Against England, at Twickenham, Under Pressure, How Will Players React?
Lessons continue to be learned. Hansen said that the Stade de France atmosphere would have been a good experience for many less experienced players. The stadium size is similar to Twickenham–the fixture where New Zealand will face England in 12 months time. Will this side have discovered the continuity required to win on the biggest stages?
In saying that, basic mistakes from All Blacks do show little change from earlier efforts, and they might well be seen as a lack of precision. Both Beauden Barrett and Read had two turnovers conceded each–rare from such celebrated sportsmen, but they all add to the issues.
On a positive note, Barrett did kick 5/5 conversions and one penalty. That strike rate would have impressed his doubters. His number ten performance was a step above that of his nearest rival Lima Sopoaga. He didn’t get flustered–but he did not inject himself nearly as much as fans know he can. At Twickenham, kickable points are important.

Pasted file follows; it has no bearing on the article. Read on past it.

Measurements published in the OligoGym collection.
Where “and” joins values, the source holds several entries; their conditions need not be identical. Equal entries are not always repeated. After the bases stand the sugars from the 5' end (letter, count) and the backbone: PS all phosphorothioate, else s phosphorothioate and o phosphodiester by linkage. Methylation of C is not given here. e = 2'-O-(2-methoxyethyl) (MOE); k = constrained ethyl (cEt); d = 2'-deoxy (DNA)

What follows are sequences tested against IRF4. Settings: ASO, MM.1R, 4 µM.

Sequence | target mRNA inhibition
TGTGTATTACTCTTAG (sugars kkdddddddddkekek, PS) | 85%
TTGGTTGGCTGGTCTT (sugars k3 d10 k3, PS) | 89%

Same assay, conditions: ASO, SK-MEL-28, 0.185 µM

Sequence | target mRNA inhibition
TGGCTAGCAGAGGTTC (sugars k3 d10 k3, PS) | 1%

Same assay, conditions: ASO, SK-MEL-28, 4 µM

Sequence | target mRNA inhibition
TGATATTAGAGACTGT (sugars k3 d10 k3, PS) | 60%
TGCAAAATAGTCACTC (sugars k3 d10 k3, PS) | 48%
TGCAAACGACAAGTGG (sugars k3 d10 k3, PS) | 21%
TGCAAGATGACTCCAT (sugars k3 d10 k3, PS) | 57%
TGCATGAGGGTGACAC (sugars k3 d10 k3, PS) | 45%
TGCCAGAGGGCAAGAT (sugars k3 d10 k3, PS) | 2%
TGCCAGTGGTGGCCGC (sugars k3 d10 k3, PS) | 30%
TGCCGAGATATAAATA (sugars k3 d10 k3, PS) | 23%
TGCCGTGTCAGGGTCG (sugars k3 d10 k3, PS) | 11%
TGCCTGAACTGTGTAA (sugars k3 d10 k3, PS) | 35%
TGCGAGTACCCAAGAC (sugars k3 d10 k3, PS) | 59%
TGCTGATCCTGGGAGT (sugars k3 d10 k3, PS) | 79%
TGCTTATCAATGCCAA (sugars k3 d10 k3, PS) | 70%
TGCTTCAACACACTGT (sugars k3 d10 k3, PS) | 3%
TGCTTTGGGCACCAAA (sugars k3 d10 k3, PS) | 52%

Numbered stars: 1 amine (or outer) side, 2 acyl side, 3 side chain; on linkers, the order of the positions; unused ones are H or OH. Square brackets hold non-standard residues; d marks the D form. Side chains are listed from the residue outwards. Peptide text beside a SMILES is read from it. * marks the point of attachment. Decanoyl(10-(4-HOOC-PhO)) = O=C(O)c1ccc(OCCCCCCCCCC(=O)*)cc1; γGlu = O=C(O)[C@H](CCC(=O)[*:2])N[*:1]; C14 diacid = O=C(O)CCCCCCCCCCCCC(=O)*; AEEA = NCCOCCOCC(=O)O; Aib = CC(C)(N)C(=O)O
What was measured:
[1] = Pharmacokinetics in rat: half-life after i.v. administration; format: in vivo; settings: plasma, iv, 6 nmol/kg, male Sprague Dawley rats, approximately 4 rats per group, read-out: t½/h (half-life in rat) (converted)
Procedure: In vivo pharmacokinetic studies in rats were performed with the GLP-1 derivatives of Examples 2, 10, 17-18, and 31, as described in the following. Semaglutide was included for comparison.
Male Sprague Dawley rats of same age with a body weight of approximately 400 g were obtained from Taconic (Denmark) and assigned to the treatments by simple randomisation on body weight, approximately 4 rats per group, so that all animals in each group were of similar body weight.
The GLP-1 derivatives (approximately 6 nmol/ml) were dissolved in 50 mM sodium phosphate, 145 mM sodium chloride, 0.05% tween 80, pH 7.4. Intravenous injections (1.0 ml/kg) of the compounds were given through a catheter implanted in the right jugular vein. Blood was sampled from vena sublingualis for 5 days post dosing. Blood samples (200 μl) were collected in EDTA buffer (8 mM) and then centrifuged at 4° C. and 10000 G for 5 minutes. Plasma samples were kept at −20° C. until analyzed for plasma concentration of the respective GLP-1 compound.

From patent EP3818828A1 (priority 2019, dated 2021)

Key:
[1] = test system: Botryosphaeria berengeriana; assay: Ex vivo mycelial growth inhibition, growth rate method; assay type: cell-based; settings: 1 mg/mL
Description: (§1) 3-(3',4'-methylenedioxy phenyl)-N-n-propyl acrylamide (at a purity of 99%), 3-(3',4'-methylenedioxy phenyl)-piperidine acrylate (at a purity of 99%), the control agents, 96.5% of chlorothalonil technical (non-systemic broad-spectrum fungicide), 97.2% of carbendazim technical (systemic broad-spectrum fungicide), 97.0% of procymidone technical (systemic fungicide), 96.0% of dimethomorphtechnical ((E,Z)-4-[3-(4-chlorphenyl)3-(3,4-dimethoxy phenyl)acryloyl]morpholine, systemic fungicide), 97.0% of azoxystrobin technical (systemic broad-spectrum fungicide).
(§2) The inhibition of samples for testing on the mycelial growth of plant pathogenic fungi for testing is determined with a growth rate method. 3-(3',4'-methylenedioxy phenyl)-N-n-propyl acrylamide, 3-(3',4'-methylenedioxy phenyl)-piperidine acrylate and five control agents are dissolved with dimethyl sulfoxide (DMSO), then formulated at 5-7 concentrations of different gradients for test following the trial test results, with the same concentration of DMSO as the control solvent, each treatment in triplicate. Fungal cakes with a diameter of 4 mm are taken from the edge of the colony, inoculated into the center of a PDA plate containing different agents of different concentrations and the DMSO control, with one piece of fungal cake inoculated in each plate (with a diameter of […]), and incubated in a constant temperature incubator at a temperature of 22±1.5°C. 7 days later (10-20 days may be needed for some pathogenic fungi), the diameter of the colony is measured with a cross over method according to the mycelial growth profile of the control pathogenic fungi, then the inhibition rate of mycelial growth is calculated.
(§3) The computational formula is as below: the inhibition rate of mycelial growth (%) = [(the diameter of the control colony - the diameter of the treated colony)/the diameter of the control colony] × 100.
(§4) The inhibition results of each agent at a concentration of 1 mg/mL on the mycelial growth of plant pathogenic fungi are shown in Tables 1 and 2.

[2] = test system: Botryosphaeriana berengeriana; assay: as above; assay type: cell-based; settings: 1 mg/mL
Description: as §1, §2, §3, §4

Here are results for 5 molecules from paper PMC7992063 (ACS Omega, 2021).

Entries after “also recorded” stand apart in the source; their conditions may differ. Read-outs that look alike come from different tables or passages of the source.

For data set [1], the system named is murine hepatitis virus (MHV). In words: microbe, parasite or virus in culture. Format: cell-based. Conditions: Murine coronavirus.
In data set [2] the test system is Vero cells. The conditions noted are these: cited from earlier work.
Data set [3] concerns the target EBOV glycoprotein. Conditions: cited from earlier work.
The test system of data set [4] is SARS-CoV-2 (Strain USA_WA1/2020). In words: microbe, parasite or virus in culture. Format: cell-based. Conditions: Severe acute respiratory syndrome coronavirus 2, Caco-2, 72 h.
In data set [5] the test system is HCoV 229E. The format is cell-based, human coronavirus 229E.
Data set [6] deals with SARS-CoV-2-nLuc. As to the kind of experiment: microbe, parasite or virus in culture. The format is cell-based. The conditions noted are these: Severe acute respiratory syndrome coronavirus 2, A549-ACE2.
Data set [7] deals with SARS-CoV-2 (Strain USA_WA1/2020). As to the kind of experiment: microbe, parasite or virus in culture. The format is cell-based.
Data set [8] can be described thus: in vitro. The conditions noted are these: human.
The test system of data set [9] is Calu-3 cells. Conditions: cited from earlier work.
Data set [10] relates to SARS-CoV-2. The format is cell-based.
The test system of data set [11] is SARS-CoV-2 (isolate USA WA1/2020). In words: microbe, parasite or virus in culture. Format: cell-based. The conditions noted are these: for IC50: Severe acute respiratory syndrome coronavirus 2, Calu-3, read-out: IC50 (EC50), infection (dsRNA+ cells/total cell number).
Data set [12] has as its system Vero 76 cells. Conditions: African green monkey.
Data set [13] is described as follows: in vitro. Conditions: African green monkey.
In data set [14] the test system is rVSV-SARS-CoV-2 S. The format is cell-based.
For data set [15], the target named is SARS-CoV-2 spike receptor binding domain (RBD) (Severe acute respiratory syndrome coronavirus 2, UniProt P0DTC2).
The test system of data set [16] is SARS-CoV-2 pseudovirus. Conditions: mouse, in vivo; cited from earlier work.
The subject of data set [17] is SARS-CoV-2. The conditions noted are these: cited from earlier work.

But, discipline again was cause for concern. Ofa Tu’ungafasi was foolish to be penalized for a blatant off the ball infringement, and fortunately the games outcome was not (yet again) impacted by a Sonny Bill Williams card. This time it was yellow, and left him red faced.
Referee Interpretation on Penalty Try Correct, if Not Contentious
Last Word on Rugby viewed the series of decisions like any fan might. Bizarre; that a fully professional rugby player would act so blindly. So to get an official’s reaction, Scott MacLean (our resident referee) has cast his eye over the incident.
— 1 NEWS – Sport (@1NewsSportNZ) November 12, 2017
On the Williams yellow card/penalty try, MacLean opines that “in the end, referee (Angus) Gardner got the call correct. Fore mostly, you can’t do what Williams did in rugby union.
- Under Law: 10.2(c) – a player must not intentionally knock, place, push or throw
the ball with his arm or hand into touch, touch-in-goal, or over the
dead ball line’
“That law further specifically states that a penalty try must be awarded if the offence prevents a try being scored.